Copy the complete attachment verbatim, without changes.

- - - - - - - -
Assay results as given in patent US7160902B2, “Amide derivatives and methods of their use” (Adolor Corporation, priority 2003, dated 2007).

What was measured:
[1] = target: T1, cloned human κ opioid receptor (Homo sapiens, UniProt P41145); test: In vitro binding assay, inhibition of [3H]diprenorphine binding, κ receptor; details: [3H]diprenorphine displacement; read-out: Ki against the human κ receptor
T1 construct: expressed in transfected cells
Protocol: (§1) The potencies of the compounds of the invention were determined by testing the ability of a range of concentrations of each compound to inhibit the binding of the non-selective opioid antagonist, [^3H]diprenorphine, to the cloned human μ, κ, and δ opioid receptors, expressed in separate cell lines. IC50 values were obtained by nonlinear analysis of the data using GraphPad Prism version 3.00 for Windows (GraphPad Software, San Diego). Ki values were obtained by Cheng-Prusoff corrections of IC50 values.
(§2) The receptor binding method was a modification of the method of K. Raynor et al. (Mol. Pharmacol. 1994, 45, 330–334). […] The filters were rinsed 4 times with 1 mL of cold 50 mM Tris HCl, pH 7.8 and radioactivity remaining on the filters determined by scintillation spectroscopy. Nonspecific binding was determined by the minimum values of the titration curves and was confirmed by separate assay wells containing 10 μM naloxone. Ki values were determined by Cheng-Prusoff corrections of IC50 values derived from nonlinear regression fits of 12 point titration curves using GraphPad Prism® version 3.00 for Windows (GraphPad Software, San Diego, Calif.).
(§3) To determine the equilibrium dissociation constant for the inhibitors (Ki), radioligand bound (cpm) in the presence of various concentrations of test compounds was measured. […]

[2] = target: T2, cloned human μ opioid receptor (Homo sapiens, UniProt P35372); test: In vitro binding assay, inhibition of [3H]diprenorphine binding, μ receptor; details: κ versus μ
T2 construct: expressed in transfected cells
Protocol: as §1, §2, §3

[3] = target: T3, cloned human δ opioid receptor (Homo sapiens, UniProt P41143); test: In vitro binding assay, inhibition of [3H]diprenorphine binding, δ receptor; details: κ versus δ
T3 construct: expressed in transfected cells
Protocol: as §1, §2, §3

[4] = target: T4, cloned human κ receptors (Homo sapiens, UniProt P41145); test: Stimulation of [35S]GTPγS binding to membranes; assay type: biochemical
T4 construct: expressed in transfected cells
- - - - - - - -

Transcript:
Assay results as given in patent US7160902B2, “Amide derivatives and methods of their use” (Adolor Corporation, priority 2003, dated 2007).

What was measured:
[1] = target: T1, cloned human κ opioid receptor (Homo sapiens, UniProt P41145); test: In vitro binding assay, inhibition of [3H]diprenorphine binding, κ receptor; details: [3H]diprenorphine displacement; read-out: Ki against the human κ receptor
T1 construct: expressed in transfected cells
Protocol: (§1) The potencies of the compounds of the invention were determined by testing the ability of a range of concentrations of each compound to inhibit the binding of the non-selective opioid antagonist, [^3H]diprenorphine, to the cloned human μ, κ, and δ opioid receptors, expressed in separate cell lines. IC50 values were obtained by nonlinear analysis of the data using GraphPad Prism version 3.00 for Windows (GraphPad Software, San Diego). Ki values were obtained by Cheng-Prusoff corrections of IC50 values.
(§2) The receptor binding method was a modification of the method of K. Raynor et al. (Mol. Pharmacol. 1994, 45, 330–334). […] The filters were rinsed 4 times with 1 mL of cold 50 mM Tris HCl, pH 7.8 and radioactivity remaining on the filters determined by scintillation spectroscopy. Nonspecific binding was determined by the minimum values of the titration curves and was confirmed by separate assay wells containing 10 μM naloxone. Ki values were determined by Cheng-Prusoff corrections of IC50 values derived from nonlinear regression fits of 12 point titration curves using GraphPad Prism® version 3.00 for Windows (GraphPad Software, San Diego, Calif.).
(§3) To determine the equilibrium dissociation constant for the inhibitors (Ki), radioligand bound (cpm) in the presence of various concentrations of test compounds was measured. […]

[2] = target: T2, cloned human μ opioid receptor (Homo sapiens, UniProt P35372); test: In vitro binding assay, inhibition of [3H]diprenorphine binding, μ receptor; details: κ versus μ
T2 construct: expressed in transfected cells
Protocol: as §1, §2, §3

[3] = target: T3, cloned human δ opioid receptor (Homo sapiens, UniProt P41143); test: In vitro binding assay, inhibition of [3H]diprenorphine binding, δ receptor; details: κ versus δ
T3 construct: expressed in transfected cells
Protocol: as §1, §2, §3

[4] = target: T4, cloned human κ receptors (Homo sapiens, UniProt P41145); test: Stimulation of [35S]GTPγS binding to membranes; assay type: biochemical
T4 construct: expressed in transfected cells